Prince Caspian: Sugarpuff Christian Propaganda Dressed Up As a Dark Children's Movie
By Eileen Jones
The second film in the Chronicles of Narnia franchise, Prince Caspian, is so big, so long, so slow, so stilted, so cheesy, so pumped full of phony-looking CGI that there's nothing to stop it from making a billion dollars. Because, God help us, this is the gelatinous form the fantasy genre has taken in the past few decades and now everyone has learned to love it, the way we learned to love Spam and Jello and many other products that hold a pre-molded shape for mysterious reasons we don't want to go into.
You'll read other reviews claiming that, compared to the first film, The Lion, the Witch and the Wardrobe (2005), this one is dark and maybe even disturbing for the hordes of kids worldwide who will flock to see it. Don't you believe it. This film is dark the way pearl grey would seem dark if you lived in the Land of Blinding Whiteness. Prince Caspian earns its PG rating through bloodless war, reversible deaths, tiresome moral preachiness, and the cutest, blandest kid heroes ever assembled.
These kids are the four Pevensie siblings of C.S. Lewis' famous children's classics, London youngsters who periodically slip off to the magical world of Narnia to lead epic lives. Here's how you tell them apart: Peter (William Moseley) is now in his sullen teen years and scowls all the time; Susan (Anna Popplewell) shoots a mean arrow and has the poutiest red lips of the four, which is saying a lot; Edmund (Scandar Keynes) has the most upstanding hair; and Lucy (Georgie Henley) is the small, pious girl forever reminding the others to worship the giant holy lion Aslan (voiced by Liam Neeson) that nobody can see but her since he was martyred in the last war.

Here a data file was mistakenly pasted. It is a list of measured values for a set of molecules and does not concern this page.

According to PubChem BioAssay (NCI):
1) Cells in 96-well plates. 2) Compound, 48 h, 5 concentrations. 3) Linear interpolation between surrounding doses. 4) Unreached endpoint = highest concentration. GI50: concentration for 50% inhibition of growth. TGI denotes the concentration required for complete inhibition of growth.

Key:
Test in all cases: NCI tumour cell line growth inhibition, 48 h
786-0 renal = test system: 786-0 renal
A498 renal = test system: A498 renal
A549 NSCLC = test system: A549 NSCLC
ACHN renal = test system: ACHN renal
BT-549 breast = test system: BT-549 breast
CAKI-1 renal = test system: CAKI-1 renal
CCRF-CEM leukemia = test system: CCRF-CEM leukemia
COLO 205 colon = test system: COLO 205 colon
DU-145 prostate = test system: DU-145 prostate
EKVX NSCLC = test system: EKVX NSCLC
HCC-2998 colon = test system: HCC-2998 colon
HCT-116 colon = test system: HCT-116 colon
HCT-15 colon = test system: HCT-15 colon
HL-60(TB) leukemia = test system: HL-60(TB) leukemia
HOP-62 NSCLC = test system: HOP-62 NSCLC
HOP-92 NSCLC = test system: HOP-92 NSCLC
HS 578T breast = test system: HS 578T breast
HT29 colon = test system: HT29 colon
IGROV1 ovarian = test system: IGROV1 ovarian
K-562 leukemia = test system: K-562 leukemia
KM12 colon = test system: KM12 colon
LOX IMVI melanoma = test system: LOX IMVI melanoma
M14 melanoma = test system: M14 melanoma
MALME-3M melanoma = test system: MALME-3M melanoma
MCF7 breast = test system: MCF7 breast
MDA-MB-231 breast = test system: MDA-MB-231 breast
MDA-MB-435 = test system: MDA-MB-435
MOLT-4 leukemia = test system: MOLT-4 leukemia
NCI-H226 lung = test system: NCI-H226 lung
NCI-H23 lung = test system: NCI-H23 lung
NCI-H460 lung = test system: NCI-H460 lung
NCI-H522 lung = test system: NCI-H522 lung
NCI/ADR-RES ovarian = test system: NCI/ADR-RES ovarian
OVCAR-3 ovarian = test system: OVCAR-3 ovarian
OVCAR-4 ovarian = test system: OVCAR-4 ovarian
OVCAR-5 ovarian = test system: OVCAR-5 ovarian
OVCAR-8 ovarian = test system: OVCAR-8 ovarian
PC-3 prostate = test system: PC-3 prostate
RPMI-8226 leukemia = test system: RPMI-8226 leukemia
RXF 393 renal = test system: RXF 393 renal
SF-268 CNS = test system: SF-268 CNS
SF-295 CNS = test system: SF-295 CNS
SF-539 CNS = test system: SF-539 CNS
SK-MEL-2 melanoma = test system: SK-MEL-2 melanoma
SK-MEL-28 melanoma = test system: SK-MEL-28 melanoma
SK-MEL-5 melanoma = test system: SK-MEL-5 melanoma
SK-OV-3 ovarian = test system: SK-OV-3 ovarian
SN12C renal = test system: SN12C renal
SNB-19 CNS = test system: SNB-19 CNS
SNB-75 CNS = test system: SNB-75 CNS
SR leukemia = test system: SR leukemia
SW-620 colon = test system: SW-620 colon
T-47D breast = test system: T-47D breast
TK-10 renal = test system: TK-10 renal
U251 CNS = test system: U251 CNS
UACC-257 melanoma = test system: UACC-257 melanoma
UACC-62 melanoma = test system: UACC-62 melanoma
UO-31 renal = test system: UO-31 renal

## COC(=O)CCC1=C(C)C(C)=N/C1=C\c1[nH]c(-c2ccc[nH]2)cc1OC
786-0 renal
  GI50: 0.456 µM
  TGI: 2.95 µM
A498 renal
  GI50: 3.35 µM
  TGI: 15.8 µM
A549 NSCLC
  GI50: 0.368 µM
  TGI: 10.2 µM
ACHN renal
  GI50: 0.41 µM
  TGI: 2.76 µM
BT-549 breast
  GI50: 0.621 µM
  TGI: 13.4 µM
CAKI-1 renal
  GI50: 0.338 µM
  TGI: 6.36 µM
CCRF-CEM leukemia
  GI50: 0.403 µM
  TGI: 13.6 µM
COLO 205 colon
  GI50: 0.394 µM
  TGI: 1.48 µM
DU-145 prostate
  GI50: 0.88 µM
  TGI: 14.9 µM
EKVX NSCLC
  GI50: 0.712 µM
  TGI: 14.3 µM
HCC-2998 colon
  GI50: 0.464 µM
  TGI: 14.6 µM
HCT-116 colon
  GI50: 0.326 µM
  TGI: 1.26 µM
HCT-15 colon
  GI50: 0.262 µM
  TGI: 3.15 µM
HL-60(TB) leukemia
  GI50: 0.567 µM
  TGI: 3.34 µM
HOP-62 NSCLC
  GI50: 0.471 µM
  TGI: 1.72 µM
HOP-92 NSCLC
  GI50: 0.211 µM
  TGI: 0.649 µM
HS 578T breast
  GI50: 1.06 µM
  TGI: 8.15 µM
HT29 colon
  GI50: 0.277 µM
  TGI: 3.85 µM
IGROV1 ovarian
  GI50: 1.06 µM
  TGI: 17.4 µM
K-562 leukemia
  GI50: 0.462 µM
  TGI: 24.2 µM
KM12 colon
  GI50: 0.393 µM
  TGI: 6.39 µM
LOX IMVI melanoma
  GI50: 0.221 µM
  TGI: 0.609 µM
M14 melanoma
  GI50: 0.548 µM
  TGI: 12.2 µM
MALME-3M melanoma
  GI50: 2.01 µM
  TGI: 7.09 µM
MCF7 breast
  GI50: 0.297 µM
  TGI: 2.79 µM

At the end of the first film, the kids had been crowned young kings and queens in honor of their leadership in defeating the forces of the magnificently evil White Witch (Tilda Swinton). As the sequel begins, they are one year older and very bored when they're transported back again to Narnia via the enchanted London tube (also Harry Potter's main mode of travel to the world of magic). However, in Narnia it's centuries later, and the castle in which the children were crowned is now an ancient ruin. The Narnians, a motley assortment of dwarves, centaurs, minotaurs, gryphons, talking animals, feisty trees, et.al., have been driven into hiding by the cruel tyranny of the Telmarines, led by the usurper King Miraz, played by Sergio Castellitto. (The wicked Telmarines are clearly Spaniards, by the way, probably for reasons having to do with C.S. Lewis' willingness to hold a permanent grudge against all former foes of dear old England) The Narnians, reunited with the Pevensie children, pin their hopes on the rightful heir to the throne, young Telmarine Prince Caspian (Ben Barnes) to unite and restore the kingdom.
It's all very plotty and ponderous. Director Andrew Adamson (the Shrek franchise) isn't exactly the surest hand in the West when it comes to mobilizing the troops for exciting action sequences. Luckily horses galloping are always beautiful to watch, and that helps the dragging pace of the battles a bit. But the entrancing White Witch who did so much to enliven the first film is sorely missed here. Tilda Swinton as the Witch makes only a brief appearance in Caspian, but she really knows how to goose up the stodgy proceedings of contemporary fantasy. With her odd-angled Renaissance-era face, her cold grandeur, her convincing battle-readiness and barbaric furs and sledge pulled by wolves, she was the perfect antidote to all the glutinous scenes with children learning to have unquestioning faith in a giant supremely-fake-looking lion. I spent the whole first film rooting for her.
There are a few other actors struggling valiantly to breathe life into the proceedings, including Peter Dinklage as the grumpy dwarf Trumpkin. But just the fact that he is a grumpy dwarf shows you how hopelessly recycled all this fantasy material has gotten. In this genre by now, all dwarfs are grumpy, and all characters spend huge amounts of time staring off into space with awed expressions that are cut together with CGI effects meant to represent the things that awe them. All fantasy scores sound like John Williams on his most bathetic day, heavy on the triumphal horns and the celestial choir voices. Fantasy lands must now look like New Zealand. Fantasy talking animals must be voiced by stars like Eddie Izzard as the swordfighting mouse Reepicheep, who's a less amusing version of the swordfighting cat Puss-in-boots voiced by Antonio Banderas in Shrek II.
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